Academic journal article Journal of Physical Education and Sport

Investigation of the Repeated Sprint Performance and Fatigue Index of Pubescent Girl Athletes of Different Age Groups

Academic journal article Journal of Physical Education and Sport

Investigation of the Repeated Sprint Performance and Fatigue Index of Pubescent Girl Athletes of Different Age Groups

Article excerpt

Introduction

Many team sports require using both aerobic and anaerobic energy system (Özdemir et al., 2014). There are a lot of acceleration and deceleration activities in these kinds of games. One of the most important things for a player is to perform most of acceleration and deceleration movements which are maximal or near-maximal with very short recovery time during the game. This ability is defined as a repeated sprint ability (RSA) (Fitzsimons et al., 1993). The RSA is quite important for players because the activities of acceleration or deceleration should be performed permanently and at the same high intensity with a very short recovery duration during match (Mujika et al., 2009). The study performed with match analysis system suggested that the rate of approximately 1-10 % of the total distances was maintained by sprint or high intensity activities in males (Spencer et al., 2004). For this reason, the physiological and physical requirements of RSA have to be fully understood and should be improved with appropriate training strategies, especially in team games (Bishop et al.,2011). The RSA is evaluated with fatigue index and the best repeated sprint performance is defined with high level sprint performance (Bishop et al., 2011). The fatigue index that occurs during RSA is defined as a decrement maximal force output or decrement sprint performance. The RSA is related with a lot of physiological parameters (VO2max, muscle glycogen stores, buffering capacity of H+ ion) that affect the improvement of both aerobic and anaerobic performance and therefore, the improvement of sports performance (Aziz, 2004; Bishop & Edge, 2006; Bishop et al., 2004; Ratel et al., 2004).

Muscular fatigue (peripheral fatigue) can be well understood with high intensity repeated activity that is defined as a decline maximal force or speed capacity (Gandevia, 2001). During high intensity repeated exercises, the muscle's recovery capacity and fatigue resistance contribute to neuromuscular function (Dipla et al., 2009). Besides, fatigue resistance and muscle's recovery capacity are related with biological maturation (Ratel et al., 2002) and sex (Hicks et al., 2001). Children have a better fatigue resistance than adults (Falk & Dotan, 2006). Fatigue resistance is much better in children because of their muscle morphological structure and metabolic differences may have important roles in these diversities (Falk & Dotan, 2006). Dipla et al. (2009) suggested that there was no fatigue resistance difference between children, postpuberty and adult men and women. On the other hand, Falk and Dotan (2006) found that children have faster recovery capacity than adults (Falk & Dotan, 2006).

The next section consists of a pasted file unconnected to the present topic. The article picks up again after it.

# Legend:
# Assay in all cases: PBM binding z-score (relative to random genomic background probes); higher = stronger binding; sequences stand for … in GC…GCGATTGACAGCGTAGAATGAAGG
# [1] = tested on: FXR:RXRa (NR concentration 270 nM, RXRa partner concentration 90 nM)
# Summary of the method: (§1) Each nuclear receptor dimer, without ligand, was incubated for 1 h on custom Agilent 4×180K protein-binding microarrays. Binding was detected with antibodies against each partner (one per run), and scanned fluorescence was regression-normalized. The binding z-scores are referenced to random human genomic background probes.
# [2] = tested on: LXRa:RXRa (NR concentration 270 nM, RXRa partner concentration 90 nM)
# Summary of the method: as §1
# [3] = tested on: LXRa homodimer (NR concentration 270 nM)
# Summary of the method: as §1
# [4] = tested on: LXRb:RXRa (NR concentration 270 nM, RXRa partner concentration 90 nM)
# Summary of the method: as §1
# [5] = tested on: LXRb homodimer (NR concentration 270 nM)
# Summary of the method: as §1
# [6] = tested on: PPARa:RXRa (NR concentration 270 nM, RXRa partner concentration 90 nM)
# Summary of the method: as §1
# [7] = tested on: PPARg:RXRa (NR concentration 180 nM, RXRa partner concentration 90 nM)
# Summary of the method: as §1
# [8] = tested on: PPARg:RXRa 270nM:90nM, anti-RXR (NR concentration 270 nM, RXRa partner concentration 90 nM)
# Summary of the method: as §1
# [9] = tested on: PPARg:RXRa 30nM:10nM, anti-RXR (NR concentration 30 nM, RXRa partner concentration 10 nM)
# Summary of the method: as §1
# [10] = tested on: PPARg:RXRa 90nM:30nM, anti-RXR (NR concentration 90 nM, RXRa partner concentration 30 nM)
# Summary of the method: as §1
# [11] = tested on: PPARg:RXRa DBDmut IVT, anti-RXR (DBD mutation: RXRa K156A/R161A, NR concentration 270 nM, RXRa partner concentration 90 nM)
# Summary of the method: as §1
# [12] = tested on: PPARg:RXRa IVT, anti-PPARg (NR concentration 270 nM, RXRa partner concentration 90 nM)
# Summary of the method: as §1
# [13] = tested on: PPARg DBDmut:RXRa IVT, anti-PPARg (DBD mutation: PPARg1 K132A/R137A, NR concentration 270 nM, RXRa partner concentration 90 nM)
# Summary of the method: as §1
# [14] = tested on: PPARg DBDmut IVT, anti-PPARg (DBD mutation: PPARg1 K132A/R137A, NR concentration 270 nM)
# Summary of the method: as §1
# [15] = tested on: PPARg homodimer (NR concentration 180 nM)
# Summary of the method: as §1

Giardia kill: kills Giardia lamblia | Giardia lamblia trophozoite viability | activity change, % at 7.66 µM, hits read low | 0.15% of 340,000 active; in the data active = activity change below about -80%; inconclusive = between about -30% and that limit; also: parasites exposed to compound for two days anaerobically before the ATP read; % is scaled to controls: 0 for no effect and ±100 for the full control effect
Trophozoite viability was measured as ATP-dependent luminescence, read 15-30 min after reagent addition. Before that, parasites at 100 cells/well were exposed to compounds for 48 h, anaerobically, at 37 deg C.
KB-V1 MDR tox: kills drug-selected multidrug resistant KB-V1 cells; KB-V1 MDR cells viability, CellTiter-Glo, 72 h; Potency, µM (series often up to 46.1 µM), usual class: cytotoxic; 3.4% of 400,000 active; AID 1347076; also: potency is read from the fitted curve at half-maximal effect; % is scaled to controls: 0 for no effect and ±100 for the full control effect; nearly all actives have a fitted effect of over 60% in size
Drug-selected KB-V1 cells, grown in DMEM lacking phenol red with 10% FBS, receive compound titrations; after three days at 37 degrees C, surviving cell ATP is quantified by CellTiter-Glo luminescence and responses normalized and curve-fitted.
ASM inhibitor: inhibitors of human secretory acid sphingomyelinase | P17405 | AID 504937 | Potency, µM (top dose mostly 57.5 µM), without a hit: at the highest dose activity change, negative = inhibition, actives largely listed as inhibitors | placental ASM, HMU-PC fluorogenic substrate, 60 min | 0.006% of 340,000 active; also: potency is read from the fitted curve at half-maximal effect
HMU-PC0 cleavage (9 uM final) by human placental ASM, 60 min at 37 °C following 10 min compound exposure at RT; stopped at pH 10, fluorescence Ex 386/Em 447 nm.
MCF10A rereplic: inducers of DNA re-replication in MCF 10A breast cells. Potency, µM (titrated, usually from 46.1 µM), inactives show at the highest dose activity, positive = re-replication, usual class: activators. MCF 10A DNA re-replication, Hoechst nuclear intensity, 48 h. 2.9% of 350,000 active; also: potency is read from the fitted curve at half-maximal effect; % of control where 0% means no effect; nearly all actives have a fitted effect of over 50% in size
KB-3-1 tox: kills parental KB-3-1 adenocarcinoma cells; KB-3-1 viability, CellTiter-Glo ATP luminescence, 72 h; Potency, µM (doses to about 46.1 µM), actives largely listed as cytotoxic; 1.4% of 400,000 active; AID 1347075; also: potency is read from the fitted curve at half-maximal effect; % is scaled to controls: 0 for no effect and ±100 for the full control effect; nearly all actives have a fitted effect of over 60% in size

Although the repeated sprint activity is used intensively in team sports, the studies that investigate the relationship between children's RSA and age development in team sports are not quite much in the literature. The participant group is constituted with men or boy athletes. Children have different development phases and they have different physical, physiological and biological growth rates in these developmental phases that effect the performance directly (Açikada, 2004). Muscle mass, body size, muscle fiber type and contractil properties, glycogen stores, glycolytic enzyme activities increase with age (Rowland, 2005). However, girls have a less anaerobic performance than boys at the same age (Eisenmann & Malina, 2003; Kosar & Demirel, 2004; Morin et al., 2011; Saavedra et al., 1991). The boys' sprint performance improves with age, but girls have less physical and performance improvement than boys (Kosar & Demirel, 2004). To our knowledge, the studies that investigate age related differences in RSA and fatigue index generally included only boys and this relation is not clear in the girl population. For this reason the purpose of this study is to investigate the relation of RSA and fatigue index with the age development in girl athletes. …

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